An excerpt from Silence of the Stars, and also an excerpt from my life. Knowing how to launch the ball is easy, but keeping it in play…not so much.

I plugged in the pinball machine, and its bells and sounds brought back many memories, some fond and some not. The basement was bare when he showed me the place back then, and it was really done up nice now. While the pinball machine was warming up, I went back into the utility room where the furnace and water heater were, and noticed a door beyond that I hadn’t seen before. I opened it and flipped on the lights. It was just another storage room and even though it was under the house it was very cold. There was my old motorcycle, the overpowered dirt-bike I begged my dad to buy me for my birthday. I hadn’t been on it since I accidentally laid it down on a gravel road, resulting in a trip to the hospital with the mother of all road-rashes. That motorcycle was the beginning of my troubles, the troubles that I felt like caused my parents to finally divorce.
It was the summer I turned fifteen, and without a single bit of malice in my heart and soul, I somehow became a demon possessed by the devil, or so it seemed. My first nefarious act was meeting a girl on the beach in Panama City, Florida. She was cute and a good kisser, so we found a chaise lounge chair in a darkened place on the beach and made out until I completely lost track of time. When I got back to the hotel, there was a policeman in the room and my mom was crying. They thought I might have drowned because I hadn’t returned, so they called the police. Just as the officer assured them, I had met a girl and lost my mind like teenage boys are wont to do.
Then, weeks later on a weekend trip to the lake, I met up with one of the kids who lived with his parents down the cove. My folks weren’t poor by any stretch but these people were rich and a little snotty, and he was very spoiled. I didn’t really like him much, but he was the only guy my age around at the time. Several college boys were there and they were drinking beer and offered me one. The Martins had let me have a single beer and I didn’t even feel it so I figured why not? After about six, I was feeling good, so when I was offered a boiler-maker, I knew that would make me feel really good. I had several, and unfortunately, a good twelve hours passed that I don’t even remember. I woke up in my bed the next morning, and my parents were too furious and dismayed to even talk to me. I tried to eat breakfast, but wound up getting sick and feeding it to the fish off the end of the dock. I was promptly put on restriction, and was actually grateful for it. Confined to my room and my house, I couldn’t cause any more trouble for them or for me.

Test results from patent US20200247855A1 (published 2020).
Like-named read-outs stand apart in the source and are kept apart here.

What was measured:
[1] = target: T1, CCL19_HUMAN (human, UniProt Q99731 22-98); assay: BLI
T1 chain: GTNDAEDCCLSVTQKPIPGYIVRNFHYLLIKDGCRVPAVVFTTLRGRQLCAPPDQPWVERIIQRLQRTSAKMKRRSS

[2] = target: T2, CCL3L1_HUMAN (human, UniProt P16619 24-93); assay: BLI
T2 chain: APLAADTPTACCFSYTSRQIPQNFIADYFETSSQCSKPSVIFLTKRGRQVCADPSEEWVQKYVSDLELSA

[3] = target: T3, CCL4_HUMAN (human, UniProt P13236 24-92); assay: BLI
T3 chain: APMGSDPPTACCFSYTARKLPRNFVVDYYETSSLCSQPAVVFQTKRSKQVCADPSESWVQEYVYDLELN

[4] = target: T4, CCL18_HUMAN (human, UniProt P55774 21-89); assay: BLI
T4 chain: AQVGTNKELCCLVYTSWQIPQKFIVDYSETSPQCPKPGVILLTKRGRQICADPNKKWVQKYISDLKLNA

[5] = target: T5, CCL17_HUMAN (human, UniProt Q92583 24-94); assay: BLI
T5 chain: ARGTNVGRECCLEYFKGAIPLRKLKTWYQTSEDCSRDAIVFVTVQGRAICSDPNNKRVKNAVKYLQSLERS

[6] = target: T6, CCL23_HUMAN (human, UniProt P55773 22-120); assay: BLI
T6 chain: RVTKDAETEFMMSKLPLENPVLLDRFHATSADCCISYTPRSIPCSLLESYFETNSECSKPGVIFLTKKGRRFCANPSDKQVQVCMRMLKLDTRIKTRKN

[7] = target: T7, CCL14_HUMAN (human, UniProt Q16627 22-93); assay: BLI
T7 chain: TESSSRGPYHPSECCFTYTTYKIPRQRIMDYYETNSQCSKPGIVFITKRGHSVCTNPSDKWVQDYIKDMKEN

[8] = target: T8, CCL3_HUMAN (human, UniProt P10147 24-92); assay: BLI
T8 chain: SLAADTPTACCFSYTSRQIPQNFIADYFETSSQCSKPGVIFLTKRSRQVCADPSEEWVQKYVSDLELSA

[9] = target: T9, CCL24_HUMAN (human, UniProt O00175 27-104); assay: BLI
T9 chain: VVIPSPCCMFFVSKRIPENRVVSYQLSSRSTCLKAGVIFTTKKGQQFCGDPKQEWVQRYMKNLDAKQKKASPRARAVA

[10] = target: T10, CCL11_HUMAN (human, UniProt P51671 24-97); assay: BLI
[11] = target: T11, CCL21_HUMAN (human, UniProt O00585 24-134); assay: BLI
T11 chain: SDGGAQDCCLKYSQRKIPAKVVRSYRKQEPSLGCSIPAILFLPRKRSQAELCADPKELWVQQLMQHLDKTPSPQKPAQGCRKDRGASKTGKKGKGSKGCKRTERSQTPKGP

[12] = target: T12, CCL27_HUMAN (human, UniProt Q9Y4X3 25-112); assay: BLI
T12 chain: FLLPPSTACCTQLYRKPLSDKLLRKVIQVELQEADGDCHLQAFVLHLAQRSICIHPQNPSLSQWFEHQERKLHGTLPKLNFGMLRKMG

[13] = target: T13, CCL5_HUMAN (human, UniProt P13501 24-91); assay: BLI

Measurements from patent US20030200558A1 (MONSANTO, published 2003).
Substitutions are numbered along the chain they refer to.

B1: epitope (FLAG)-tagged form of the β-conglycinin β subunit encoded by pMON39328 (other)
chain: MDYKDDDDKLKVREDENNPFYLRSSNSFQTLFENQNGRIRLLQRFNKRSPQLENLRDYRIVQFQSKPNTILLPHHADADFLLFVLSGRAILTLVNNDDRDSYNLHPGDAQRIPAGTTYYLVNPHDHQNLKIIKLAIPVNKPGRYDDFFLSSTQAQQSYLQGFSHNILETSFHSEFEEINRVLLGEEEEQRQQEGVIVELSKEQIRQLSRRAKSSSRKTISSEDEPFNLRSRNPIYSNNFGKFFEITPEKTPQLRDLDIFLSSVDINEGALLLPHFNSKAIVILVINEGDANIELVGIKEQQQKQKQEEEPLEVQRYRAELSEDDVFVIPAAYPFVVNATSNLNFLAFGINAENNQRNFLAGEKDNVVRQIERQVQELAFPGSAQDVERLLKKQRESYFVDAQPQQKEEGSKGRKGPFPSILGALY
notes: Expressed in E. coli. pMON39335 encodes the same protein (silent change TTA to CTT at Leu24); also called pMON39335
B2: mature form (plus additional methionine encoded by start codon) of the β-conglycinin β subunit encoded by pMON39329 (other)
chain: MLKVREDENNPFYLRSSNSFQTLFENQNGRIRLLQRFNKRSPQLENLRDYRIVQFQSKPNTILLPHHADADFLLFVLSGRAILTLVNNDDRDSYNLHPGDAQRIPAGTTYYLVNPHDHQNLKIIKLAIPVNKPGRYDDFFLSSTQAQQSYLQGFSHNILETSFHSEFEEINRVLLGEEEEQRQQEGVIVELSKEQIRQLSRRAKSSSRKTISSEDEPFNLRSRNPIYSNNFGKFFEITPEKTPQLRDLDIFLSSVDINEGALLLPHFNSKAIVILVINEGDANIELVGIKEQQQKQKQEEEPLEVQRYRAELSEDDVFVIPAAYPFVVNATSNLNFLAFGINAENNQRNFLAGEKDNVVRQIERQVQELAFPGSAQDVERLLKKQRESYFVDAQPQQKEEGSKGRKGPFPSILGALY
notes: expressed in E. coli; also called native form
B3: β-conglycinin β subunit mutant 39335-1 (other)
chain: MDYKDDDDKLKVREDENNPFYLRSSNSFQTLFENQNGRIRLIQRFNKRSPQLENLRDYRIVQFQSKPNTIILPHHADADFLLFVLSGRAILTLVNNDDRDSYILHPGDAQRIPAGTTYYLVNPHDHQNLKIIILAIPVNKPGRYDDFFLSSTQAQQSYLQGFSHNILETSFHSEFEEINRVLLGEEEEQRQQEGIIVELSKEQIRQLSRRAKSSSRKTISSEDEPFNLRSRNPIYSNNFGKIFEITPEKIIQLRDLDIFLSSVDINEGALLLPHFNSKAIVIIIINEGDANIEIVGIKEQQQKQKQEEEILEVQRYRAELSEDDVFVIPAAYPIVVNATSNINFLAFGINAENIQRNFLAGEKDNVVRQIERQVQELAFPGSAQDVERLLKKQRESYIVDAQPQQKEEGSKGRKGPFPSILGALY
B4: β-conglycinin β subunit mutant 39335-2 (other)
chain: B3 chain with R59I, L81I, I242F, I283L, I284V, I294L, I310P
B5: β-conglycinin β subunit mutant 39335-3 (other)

I was a good kid after that. Summer was over and I went back to school, studied hard and got good grades. Most of all, I stayed out of trouble, shunning my friends and almost all social gatherings. But one day coming home from school while deep in thought, I ran a stoplight and wiped out a Mercedes Benz. Both cars were totaled, and thankfully no one was hurt, but after that, Mom and Dad seemed to argue day and night. I could hear them from my bedroom downstairs late into the night and I just knew it was all my fault.
The final straw was getting arrested for beating up that asshole from Clairmont High. That was the beginning of the end of my parent’s marriage. They divorced, and I had a feeling that they might have stayed together if they could have divorced me instead.
I pulled the pin back and launched the ball into play, and the machine went off with all the bells and sound effects that I loved so much. I batted the silver ball around a bit and everything was going well. The points were dinging away and I was feeling like a hotshot, until it bounced off a bumper and went straight down the drain, out of reach of the flippers.
Story of my life.
Maybe I needed to stop playing the game.
It wasn’t my fault that I was always trying to take it to the next level, it’s just how I was. I was curious. I was motivated. I was creative and I always wanted to see how far or how fast I could make everything go. But now I was beginning to realize that it led me into trouble almost every time. My dad was hardworking and ambitious too, and that’s probably where I got it from, but for some reason he seemed to have mastered control of it and I hadn’t.
Another ball popped out and I stared down at the glass and all the blinking lights, then pulled the pin back and launched it up again.

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